Monday, July 21, 2014

The Blowback from Proxy Relationships with Rebels



On July 17, 2014, a military warhead brought down Malaysia Airlines flight MH17 that was headed to Kuala Lumpar from Amsterdam. All 298 souls aboard perished. Suspects behind the downing the airliner includes the likes of Russian Leader Vladimir Putin. Putin has sidestepped accusations of responsibility by denying involvement in the calamity. Granted, Putin was not on the battlefield and did not hit the arm and fire missile buttons. However, he still could be the enabler that armed the Pro-Russian separatists whom shot down two Ukrainian military aircraft days before the commercial jet attack.

In Ukraine, ethnic Russian separatists were engaging in a violent insurgency against the pro-Western government. Strong evidence of Putin's involvement has been present from the start of the insurgency. He is quick to proclaim his innocence but at the same time, he has not been so obscure about arming the rebels. The Reports say the Russian government has supplied field personnel to offer direction.

What Putin is doing is nothing new. It's called Proxy War and it works like this. Let's say a power wants to accomplish an objective in another country, but doesn't want to be directly involved. That power covertly arms the group tasked with achieving that objective with weaponry needed to get the job done.  The danger in engaging in proxy wars is you don't control the group you are supporting. If they decide to do something you didn't sign up for you can't exactly come out and admit to being in bed with them. Moreover, there is not a lot you can do to stop them.

The CIA knows the routine well. In the nineteen-eighties, they supplied Stinger surface-to-air missiles to the mujahideen fighting against the Soviet Army in Afghanistan.  These makeshift fighters started out armed with 100-year-old Lee-Enfield rifles. The CIA supplied them with artillery that could take aircraft out of the sky; thus shifting the war in their favor. The plan worked. The Stingers derailed the Soviet's aerial dominance. In 1988, nine years after the Soviets invaded Afghanistan, they backed out in defeat. The CIA concluded that project trying to buy back leftover stingers. The move was to eliminate a future scenario of the West facing their own artillery and munitions in a conflict. They were right to be concerned about future weaponry "blowback."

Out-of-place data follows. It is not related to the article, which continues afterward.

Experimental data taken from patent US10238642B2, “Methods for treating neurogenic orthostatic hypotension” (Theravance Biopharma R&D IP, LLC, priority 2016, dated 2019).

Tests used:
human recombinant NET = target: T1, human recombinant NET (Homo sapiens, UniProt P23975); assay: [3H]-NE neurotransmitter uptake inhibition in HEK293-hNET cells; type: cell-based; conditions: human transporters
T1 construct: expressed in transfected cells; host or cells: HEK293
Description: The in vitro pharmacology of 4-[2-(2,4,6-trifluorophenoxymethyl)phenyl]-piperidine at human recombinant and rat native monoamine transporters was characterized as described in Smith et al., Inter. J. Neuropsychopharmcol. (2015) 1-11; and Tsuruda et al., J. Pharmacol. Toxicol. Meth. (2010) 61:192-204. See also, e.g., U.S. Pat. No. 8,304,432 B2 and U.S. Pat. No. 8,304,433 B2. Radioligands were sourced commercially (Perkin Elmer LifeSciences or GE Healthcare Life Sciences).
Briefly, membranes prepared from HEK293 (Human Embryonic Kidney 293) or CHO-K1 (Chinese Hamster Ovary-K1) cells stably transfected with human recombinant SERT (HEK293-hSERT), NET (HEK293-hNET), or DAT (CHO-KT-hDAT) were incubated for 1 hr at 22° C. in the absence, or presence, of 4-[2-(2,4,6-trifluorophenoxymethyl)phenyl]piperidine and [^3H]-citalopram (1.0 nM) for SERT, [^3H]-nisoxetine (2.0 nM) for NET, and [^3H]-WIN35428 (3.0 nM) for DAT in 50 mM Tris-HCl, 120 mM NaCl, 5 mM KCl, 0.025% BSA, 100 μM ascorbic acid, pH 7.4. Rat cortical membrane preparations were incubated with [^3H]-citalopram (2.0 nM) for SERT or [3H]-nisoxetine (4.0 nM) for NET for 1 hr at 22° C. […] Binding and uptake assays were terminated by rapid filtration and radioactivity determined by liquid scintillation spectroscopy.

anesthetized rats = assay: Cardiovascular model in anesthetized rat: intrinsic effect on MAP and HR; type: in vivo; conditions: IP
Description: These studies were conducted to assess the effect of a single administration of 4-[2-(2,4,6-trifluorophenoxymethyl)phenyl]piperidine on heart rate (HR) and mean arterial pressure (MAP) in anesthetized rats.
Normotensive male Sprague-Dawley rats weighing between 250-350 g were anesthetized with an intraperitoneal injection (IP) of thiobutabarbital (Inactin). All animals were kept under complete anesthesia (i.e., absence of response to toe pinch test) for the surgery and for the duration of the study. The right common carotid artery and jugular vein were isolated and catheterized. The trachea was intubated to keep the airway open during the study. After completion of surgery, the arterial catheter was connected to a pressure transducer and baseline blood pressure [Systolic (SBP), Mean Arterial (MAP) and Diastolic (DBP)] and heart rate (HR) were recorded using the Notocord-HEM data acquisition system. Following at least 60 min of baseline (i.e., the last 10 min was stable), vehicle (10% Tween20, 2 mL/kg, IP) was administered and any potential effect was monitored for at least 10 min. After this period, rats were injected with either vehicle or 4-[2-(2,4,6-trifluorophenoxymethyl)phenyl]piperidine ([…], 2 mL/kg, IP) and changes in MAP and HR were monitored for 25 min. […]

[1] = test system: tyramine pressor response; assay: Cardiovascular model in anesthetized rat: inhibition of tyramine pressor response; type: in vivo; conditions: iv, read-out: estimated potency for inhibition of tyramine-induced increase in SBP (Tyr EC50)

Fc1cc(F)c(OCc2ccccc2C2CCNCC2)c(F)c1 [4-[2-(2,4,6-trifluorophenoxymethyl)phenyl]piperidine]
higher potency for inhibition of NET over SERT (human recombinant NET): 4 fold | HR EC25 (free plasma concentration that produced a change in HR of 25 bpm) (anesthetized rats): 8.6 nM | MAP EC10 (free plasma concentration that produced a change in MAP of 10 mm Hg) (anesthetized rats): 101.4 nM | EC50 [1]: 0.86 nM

"Out of that CIA-backed resistance emerged the Taliban. The Taliban at the time controlled most of Afghanistan. They were a part of the sprawling terrorist enterprise headed up by Osama bin Laden. 
U.S. intelligence indicated machine guns and antiaircraft Stinger missiles to be in the hands of the Taliban regime's military. The same equipment was possibly in the clutches of the armed militias that surround Osama bin Laden.
US forces undertaking a ground operation faced the real possibility know as blowback.  US-supplied weaponry and training could be one of their nemeses in a faceoff with the Taliban cause US casualties." Source 

The downing of Flight MH17 could be the blowback of armed rebels shooting at things they are not supposed to, like passenger jets. This could well be how Vladimir Putin got himself mixed up in the dirty business of a downed jetliner with 298 souls dead.

Putin displays a genetic logical fallacy in his attitude toward the downing of the jetliner. He has been quick to condole the civilian loss of life while insisting that Ukraine is responsible for the incident. Yet, on the heels of his pointing to Ukraine, evidence emerges suggesting Putin backed rebels are responsible.

Then also, the downing of Malaysia MH17 may have been a horrific mistake made by rag-tag fighters. Fighters with itchy trigger fingers prompted to shoot at anything flying over a designated as a war zone.  Whoever is responsible, this sort of blowback is always a possibility when arming rebels that have no direct allegiance to those arming them.

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